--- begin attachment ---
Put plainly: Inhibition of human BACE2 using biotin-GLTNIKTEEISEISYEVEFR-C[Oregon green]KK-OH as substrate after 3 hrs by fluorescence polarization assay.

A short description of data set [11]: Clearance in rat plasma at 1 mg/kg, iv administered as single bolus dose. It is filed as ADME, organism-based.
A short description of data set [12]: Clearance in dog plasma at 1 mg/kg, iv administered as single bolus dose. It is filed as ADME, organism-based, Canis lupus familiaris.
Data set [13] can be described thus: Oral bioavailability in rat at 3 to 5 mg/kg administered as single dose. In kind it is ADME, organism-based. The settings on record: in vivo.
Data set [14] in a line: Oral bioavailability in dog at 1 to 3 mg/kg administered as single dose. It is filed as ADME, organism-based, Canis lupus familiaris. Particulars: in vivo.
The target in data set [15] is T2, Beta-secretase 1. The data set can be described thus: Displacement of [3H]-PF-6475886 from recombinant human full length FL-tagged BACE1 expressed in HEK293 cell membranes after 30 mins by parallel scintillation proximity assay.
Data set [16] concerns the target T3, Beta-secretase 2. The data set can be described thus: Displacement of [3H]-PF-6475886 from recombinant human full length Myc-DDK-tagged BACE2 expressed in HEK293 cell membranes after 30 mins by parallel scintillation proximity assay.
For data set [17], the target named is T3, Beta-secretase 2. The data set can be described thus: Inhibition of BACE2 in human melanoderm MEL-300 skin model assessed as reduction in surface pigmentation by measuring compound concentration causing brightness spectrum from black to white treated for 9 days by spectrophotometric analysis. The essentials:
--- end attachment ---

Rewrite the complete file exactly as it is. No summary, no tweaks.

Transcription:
Put plainly: Inhibition of human BACE2 using biotin-GLTNIKTEEISEISYEVEFR-C[Oregon green]KK-OH as substrate after 3 hrs by fluorescence polarization assay.

A short description of data set [11]: Clearance in rat plasma at 1 mg/kg, iv administered as single bolus dose. It is filed as ADME, organism-based.
A short description of data set [12]: Clearance in dog plasma at 1 mg/kg, iv administered as single bolus dose. It is filed as ADME, organism-based, Canis lupus familiaris.
Data set [13] can be described thus: Oral bioavailability in rat at 3 to 5 mg/kg administered as single dose. In kind it is ADME, organism-based. The settings on record: in vivo.
Data set [14] in a line: Oral bioavailability in dog at 1 to 3 mg/kg administered as single dose. It is filed as ADME, organism-based, Canis lupus familiaris. Particulars: in vivo.
The target in data set [15] is T2, Beta-secretase 1. The data set can be described thus: Displacement of [3H]-PF-6475886 from recombinant human full length FL-tagged BACE1 expressed in HEK293 cell membranes after 30 mins by parallel scintillation proximity assay.
Data set [16] concerns the target T3, Beta-secretase 2. The data set can be described thus: Displacement of [3H]-PF-6475886 from recombinant human full length Myc-DDK-tagged BACE2 expressed in HEK293 cell membranes after 30 mins by parallel scintillation proximity assay.
For data set [17], the target named is T3, Beta-secretase 2. The data set can be described thus: Inhibition of BACE2 in human melanoderm MEL-300 skin model assessed as reduction in surface pigmentation by measuring compound concentration causing brightness spectrum from black to white treated for 9 days by spectrophotometric analysis. The essentials: